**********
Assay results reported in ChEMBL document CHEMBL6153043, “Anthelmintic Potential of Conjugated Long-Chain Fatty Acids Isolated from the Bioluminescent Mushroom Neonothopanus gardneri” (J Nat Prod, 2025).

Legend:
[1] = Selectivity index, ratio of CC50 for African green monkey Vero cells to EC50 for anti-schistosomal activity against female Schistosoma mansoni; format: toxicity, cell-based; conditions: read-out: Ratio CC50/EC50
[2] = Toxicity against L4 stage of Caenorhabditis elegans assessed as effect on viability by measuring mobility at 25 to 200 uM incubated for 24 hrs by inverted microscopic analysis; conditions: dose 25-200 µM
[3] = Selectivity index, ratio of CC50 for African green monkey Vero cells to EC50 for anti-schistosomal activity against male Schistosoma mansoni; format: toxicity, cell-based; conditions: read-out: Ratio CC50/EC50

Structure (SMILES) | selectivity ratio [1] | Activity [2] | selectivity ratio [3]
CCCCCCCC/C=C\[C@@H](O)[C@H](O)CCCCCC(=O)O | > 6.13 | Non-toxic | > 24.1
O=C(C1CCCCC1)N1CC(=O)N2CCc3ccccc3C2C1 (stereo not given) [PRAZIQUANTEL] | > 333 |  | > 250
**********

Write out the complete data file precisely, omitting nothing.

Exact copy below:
Assay results reported in ChEMBL document CHEMBL6153043, “Anthelmintic Potential of Conjugated Long-Chain Fatty Acids Isolated from the Bioluminescent Mushroom Neonothopanus gardneri” (J Nat Prod, 2025).

Legend:
[1] = Selectivity index, ratio of CC50 for African green monkey Vero cells to EC50 for anti-schistosomal activity against female Schistosoma mansoni; format: toxicity, cell-based; conditions: read-out: Ratio CC50/EC50
[2] = Toxicity against L4 stage of Caenorhabditis elegans assessed as effect on viability by measuring mobility at 25 to 200 uM incubated for 24 hrs by inverted microscopic analysis; conditions: dose 25-200 µM
[3] = Selectivity index, ratio of CC50 for African green monkey Vero cells to EC50 for anti-schistosomal activity against male Schistosoma mansoni; format: toxicity, cell-based; conditions: read-out: Ratio CC50/EC50

Structure (SMILES) | selectivity ratio [1] | Activity [2] | selectivity ratio [3]
CCCCCCCC/C=C\[C@@H](O)[C@H](O)CCCCCC(=O)O | > 6.13 | Non-toxic | > 24.1
O=C(C1CCCCC1)N1CC(=O)N2CCc3ccccc3C2C1 (stereo not given) [PRAZIQUANTEL] | > 333 |  | > 250